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American Record Guide: (07-08/2020) 
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Reviewer: Bradley Lehman

All three of these musicians were students of the early-music school in Basel, inspired there by course work with Crawford Young (dedicatee of this disc). This recording documents the continued research by Young and themselves into the lute music of the late 15th Century. Most of this program is a reconstruction of the way a musician named Pietrobono (c1417-97) might have played with a partner. These are popular songs and dances. The lower-pitched instrument plays slow notes, covering the original tune or a lightly-elaborated version. The high instrument plays much faster ornamental notes in counterpoint, sometimes partly improvised. Both performers use a plectrum (pick) to pluck the strings. The player with the slow notes (Kieffer) sometimes plays two parts at once, using his fingernails along with his plectrum. The composers are Josquin Des Prez, Agricola, Tinctoris, Binchois, Dalza, Ghiselin, Roelkin, Bedyngham, Frye, and Van Ghizeghem, along with some anonymous contributors. Francesco Spinacino developed and published some of these arrangements in 1507. Marc Lewon is almost too good with his evenness of tone and volume—I'd welcome a bumpier ride to have it sound less carefully prepared. His highest notes are sometimes a little bit flat, introducing brief flaws that help sustain the interest in his torrents of notes. Kieffer is reliable with the easier role. As this ought to be, it's two guys getting together to jam and to have fun. They frankly admit that the last two pieces in the album are their own arrangements. These sound the most spontaneous and elaborate, partly because Kieffer gets more opportunity to ornament his low part.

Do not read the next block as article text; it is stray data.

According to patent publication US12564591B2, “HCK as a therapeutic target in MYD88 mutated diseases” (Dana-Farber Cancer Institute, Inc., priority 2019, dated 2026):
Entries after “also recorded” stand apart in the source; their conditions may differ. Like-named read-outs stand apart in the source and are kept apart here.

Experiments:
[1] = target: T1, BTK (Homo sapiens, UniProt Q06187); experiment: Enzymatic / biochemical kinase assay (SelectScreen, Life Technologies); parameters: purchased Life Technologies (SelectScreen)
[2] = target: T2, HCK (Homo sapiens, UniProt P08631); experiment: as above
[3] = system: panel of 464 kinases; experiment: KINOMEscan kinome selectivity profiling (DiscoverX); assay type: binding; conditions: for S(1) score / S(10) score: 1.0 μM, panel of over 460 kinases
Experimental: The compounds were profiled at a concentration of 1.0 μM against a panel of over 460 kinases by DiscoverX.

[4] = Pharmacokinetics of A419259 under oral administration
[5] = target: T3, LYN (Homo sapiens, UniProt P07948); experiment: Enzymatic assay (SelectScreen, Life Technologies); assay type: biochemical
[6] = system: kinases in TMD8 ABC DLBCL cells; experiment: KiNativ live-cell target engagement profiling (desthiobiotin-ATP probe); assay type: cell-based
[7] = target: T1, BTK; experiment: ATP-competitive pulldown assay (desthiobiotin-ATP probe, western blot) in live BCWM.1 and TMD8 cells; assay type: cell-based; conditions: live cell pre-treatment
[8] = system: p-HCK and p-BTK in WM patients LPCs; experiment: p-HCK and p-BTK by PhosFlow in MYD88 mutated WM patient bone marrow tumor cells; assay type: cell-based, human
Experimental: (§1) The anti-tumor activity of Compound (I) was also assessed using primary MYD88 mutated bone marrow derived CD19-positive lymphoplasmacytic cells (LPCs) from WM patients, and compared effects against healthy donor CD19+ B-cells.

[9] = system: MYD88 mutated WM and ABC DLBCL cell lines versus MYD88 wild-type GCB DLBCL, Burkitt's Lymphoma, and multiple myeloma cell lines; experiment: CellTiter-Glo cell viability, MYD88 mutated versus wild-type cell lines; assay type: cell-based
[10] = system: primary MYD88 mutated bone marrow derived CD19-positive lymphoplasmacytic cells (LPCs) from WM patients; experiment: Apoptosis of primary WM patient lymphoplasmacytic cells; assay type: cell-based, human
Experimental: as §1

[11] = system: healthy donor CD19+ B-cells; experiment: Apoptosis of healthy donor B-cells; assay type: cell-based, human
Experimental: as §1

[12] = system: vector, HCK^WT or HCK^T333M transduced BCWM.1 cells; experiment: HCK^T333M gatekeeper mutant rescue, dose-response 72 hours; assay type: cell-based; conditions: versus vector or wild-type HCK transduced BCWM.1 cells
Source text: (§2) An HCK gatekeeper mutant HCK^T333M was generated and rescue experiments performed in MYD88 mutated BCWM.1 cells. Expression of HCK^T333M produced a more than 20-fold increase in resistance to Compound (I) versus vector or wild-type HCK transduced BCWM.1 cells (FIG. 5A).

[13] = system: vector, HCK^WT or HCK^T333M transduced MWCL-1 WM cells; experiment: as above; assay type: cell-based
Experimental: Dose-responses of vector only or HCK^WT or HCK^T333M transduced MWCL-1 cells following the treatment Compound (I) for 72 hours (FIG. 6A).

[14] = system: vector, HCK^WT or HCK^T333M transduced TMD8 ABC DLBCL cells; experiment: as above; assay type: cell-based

Soprano Grace Newcombe sounds like Emily Van Evera (of the Taverner Consort) in both her tone and intonation, plus the way she connects the notes in melismas. Her role here is minimal, singing the cantus firmus of five of the songs while the two lutes chatter in faster notes under her part. After most of her songs, the lutenists follow with one or two more arrangements of the same tune. These vocal interludes supply nice contrasts. The five sung texts are printed in the booklet: two in medieval French, two in old English, and one in medieval German—with translations. They are about love, suffering, and flattery. Essays by Lewon and Bonnie Blackburn explain everything else. There is an advertisement of a 71-page article by Blackburn about Pietrobono. I want to find and read it. This project has led me to the comparable 2002 album "Amours Amours amours" by Crawford Young and Karl-Ernst Schroder (HM 905253 & Glossa 922513, not reviewed). The argument concerning reconstructed repertoire is similar in Young's booklet. There is  not much overlap beyond the Spinacino arrangements. The big difference is that Young and Schroder played with fingertips instead of plectra, and they got a gentler tone color that way.
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